The Torah in Parashat Pinchas presents the mitzva of the korban tamid – the daily sacrifice which was to be offered each and every day in the Beit Ha-mikdash. As the Torah commands, this sacrifice consisted of a sheep offered each morning, and a second sheep offered each afternoon.
Ketav Sofer notes a subtle shift in this context from the plural form to the singular form. The Torah begins with the plural form – “tishmeru le-hakriv li” (“you shall ensure to sacrifice to Me” – 28:2); “zeh ha-isheh asher takrivu” (“this is the offering which you shall sacrifice” – 28:3) – but in the next verse, the Torah commands, “Et ha-keves ha-echad ta’aseh ba-boker” (“One sheep you shall prepare in the morning”), utilizing the singular form.
To explain this nuance, Ketav Sofer observes the unique nature of a public mitzva, such as the korbenot tzibur – the sacrifices offered collectively by the entire nation. God wanted us to not only perform individual, personal mitzvot, but also participate in communal and national mitzvot, whereby we all merge together into a single, collective unit that serves God. The value of public mitzvot lies in the fact that an aggregate whole is greater than the sum of all its parts; that the power of a large, unified group of people combining their efforts far exceeds that of a group of individuals working alone. Therefore, God wanted us to serve Him both as individuals – so we can grow and achieve on a personal and individual level – and also as a nation, whereby we can accomplish so much more than we can as isolated individuals. And so He gave us both personal mitzvot to observe and collective mitzvot in which we are to participate along with the rest of our community and our nation.
However, there appears to be a distinct disadvantage to collective, public mitzvot, in that individuals lose their personal identity, becoming just a piece of a large puzzle. When participating in communal or national undertakings, people may feel as though they receive no credit for the mitzva being performed, since they do not achieve anything on their own. Moreover, when a mitzva is observed by a collective unit, individuals might find it unfulfilling, as they play such a small, seemingly insignificant role in the mitzva’s performance, which included the participation of such a large number of people.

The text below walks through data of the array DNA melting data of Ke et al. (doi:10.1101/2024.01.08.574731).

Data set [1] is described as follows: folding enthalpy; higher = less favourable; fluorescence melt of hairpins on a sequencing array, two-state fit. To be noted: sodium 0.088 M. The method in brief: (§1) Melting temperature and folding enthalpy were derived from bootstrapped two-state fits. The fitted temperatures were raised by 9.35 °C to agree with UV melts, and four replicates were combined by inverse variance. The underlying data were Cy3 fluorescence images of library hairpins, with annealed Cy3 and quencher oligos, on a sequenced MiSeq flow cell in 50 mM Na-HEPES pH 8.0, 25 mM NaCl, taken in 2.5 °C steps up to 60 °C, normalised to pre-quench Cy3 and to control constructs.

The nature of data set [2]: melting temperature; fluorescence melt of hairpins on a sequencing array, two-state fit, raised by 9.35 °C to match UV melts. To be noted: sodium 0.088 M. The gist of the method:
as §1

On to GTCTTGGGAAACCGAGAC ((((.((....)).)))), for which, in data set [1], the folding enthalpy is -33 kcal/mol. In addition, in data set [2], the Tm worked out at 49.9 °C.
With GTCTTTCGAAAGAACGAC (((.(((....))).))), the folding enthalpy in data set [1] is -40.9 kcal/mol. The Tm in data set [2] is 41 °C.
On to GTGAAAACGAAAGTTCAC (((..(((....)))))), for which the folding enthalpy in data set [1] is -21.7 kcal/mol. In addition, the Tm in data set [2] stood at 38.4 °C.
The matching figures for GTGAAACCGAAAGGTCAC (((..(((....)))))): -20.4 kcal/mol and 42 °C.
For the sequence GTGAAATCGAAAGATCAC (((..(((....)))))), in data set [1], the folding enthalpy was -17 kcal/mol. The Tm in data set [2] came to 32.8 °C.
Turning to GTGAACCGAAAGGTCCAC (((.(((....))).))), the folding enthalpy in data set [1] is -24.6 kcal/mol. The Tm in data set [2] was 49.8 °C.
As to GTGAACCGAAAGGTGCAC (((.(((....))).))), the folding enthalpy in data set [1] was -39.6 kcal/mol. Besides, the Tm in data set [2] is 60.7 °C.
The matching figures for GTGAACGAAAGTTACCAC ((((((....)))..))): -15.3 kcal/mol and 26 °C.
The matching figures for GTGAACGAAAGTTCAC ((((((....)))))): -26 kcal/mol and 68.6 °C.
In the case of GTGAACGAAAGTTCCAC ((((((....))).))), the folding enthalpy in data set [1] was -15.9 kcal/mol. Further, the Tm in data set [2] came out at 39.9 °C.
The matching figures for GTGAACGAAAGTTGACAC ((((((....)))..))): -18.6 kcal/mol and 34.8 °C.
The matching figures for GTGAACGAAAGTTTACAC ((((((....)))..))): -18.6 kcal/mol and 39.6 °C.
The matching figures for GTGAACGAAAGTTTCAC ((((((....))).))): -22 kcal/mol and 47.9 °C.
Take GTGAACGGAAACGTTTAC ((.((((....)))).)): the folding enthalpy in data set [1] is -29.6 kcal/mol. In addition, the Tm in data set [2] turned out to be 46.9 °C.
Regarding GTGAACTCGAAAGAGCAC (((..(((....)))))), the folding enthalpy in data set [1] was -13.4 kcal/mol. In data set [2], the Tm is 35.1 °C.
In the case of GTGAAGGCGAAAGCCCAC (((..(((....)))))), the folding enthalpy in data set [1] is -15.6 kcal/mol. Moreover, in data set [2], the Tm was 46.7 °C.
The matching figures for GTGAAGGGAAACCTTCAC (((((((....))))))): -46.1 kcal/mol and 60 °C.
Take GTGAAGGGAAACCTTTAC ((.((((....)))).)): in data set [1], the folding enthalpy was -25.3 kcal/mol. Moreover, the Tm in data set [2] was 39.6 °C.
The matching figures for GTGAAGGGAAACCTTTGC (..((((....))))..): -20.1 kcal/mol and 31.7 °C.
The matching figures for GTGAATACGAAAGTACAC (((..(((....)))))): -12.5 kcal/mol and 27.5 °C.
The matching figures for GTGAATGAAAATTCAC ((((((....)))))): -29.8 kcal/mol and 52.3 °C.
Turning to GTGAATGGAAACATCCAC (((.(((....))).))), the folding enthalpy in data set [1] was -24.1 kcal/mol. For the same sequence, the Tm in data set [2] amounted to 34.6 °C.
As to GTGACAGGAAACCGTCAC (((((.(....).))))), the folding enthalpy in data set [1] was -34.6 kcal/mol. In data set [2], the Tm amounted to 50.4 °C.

For this reason, Ketav Sofer suggests, the Torah transitions from the plural form to the singular form in its presentation of the command of the tamid sacrifice – the quintessential public mitzva. The Torah begins in the plural form, because this mitzva is directed towards the nation as a whole. But it then shifts to the singular form to emphasize that each and every individual is credited with the full performance of a mitzva. It should not trouble us that we each fill a very small role in communal obligations, because the success of these undertakings requires the participation of every individual, and so every individual is to be considered as having personally facilitated the mitzva. Even when it appears that our role is insignificantly small, the Torah considers every person’s role vitally important and indispensable, and credits each and every one of us with having individually facilitated the mitzva that was achieved.